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14 changing the requirements of such courses. Many new applications are now considered key tools for the manager. In figure 1, we present a theoretical model that binds together these factors and identifies the basis for developments in our ideas on information literacy.

2.3 Information Literacy for the 21st century Information literacy refers to students’ ability to use and navigate information effectively during their studies. Bruce (1997) identifies a number of different ways in which students might experience information literacy. Her first category, the information technology conception, refers to students who view information literacy primarily in terms of using information technology, while subsequent categories imply a greater degree of involvement by students in the use and understanding of information. Bawden (2001) surveys a number of alternative definitions of Information Literacy. He bases his survey on three general concepts of literacy: ‘a simple ability to read and write; having some skill or competence; and an element of learning’. In addition he observes a number of common factors, notably that, as with literacy in its conventional sense, the standard of information literacy expected of different people varies a lot according to their background, and that information literacy represents a skill that people can continue to use and extend once they have acquired it. It can be regarded as a skill that integrates a number of other elements which an information-literate person might be able to build on. Mastery in this paper refers to a level of understanding beyond basic computer skills. In particular it refers to the acquisition of a level of confidence and understanding that allows people to extend their skills and knowledge. For instance it refers to understanding the menu structures associated with a Windows package well enough to be able to adapt to use of a new Windows application with minimal instruction or reading. It refers to being familiar enough with the way that web sites are structured to be able to construct complex web searches and to navigate parts of the Internet that one might not have encountered before. In the context of a search engine such as Google, mastery would reach beyond knowing the search engine’s technical features, to possessing the intuition necessary to deal with a large number of search results.

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Ann Brown et al

There is a parallel with the concepts of deep and surface learning (Ramsden, 1992). In the context of computing skills, surface learning implies learning mechanistically how to use something. Deep learning implies enough understanding of the underlying principles to give a set up extensible and sustainable skills. The word ‘mastery’ has entered the popular business lexicon, partly as a result of its use by Senge (1992) as a desirable attribute for managers. However Senge sees it as a generalised attribute, as a form of selfknowledge, which is rather different from the application of the term to a particular set of skills.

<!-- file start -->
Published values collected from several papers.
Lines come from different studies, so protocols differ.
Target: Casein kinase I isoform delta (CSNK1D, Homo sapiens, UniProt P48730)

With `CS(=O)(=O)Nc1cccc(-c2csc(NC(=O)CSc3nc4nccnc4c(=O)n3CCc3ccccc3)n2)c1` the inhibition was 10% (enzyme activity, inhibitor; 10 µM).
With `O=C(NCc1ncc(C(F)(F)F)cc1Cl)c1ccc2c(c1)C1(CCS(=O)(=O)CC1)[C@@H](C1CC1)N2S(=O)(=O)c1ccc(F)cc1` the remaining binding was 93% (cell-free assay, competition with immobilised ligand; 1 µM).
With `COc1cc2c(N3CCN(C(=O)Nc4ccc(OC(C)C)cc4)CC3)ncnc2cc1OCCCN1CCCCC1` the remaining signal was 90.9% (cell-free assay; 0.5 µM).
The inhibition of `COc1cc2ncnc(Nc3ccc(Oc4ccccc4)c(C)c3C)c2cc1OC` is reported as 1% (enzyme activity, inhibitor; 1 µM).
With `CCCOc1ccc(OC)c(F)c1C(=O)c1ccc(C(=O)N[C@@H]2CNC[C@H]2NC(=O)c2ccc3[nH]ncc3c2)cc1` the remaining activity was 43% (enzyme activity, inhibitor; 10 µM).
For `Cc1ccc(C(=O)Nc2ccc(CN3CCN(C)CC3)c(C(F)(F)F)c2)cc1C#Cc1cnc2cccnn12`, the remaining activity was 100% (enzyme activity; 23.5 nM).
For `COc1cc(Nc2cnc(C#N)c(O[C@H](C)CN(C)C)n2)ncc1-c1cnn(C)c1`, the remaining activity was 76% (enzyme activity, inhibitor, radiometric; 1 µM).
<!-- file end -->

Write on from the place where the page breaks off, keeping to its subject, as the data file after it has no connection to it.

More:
2.4 The redesign of the Information Literacy module The redesign of the MBA programme included a move away from modules that ran through a complete ten-week term, towards blocks of four weeks interspersed with individual weeks based around particular topics. This offered an opportunity to make computing and information literacy skills one of the components of the first four-week block of the MBA, and this, together with the orientation week that preceded the block, meant that students had a considerable opportunity to learn about computing skills during the first five weeks of their degree programme. At the same time, the style of the material was changed fundamentally, from mostly hands-on classes to a combination of practical exercises and tutorial classes, where the tutorial classes were structured discussions and did not take place in a computer room. The practical exercises were devised so that they could be carried out by students either using their own computers and Internet connections, or using the facilities at the university. This meant that they mirrored accurately the way that students would work in practice during their MBA programme. It also reduced the dependence on the university’s computing infrastructure at a time when it was prone to failure, and so reduced the risk of students receiving a very negative view of the information skills component because of unreliable computers. To reinforce deep learning, the tutorial classes were based around a series of questions which the students would discuss in small groups. Some of these questions related to simple practical skills, but most of them were about information management skills and issues. For these classes the students worked in the same groups of 6 or 7 that they would use for other

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Profile for Academic Conferences and publishing International

Supporting information literacy for starting MBAs through action research  

2.1 Cass experience prior to redesign A.P.Brown@city.ac.uk M.G.Rich@city.ac.uk C.W.Holtham@city.ac.uk Changing perceptions as to student nee...

Supporting information literacy for starting MBAs through action research  

2.1 Cass experience prior to redesign A.P.Brown@city.ac.uk M.G.Rich@city.ac.uk C.W.Holtham@city.ac.uk Changing perceptions as to student nee...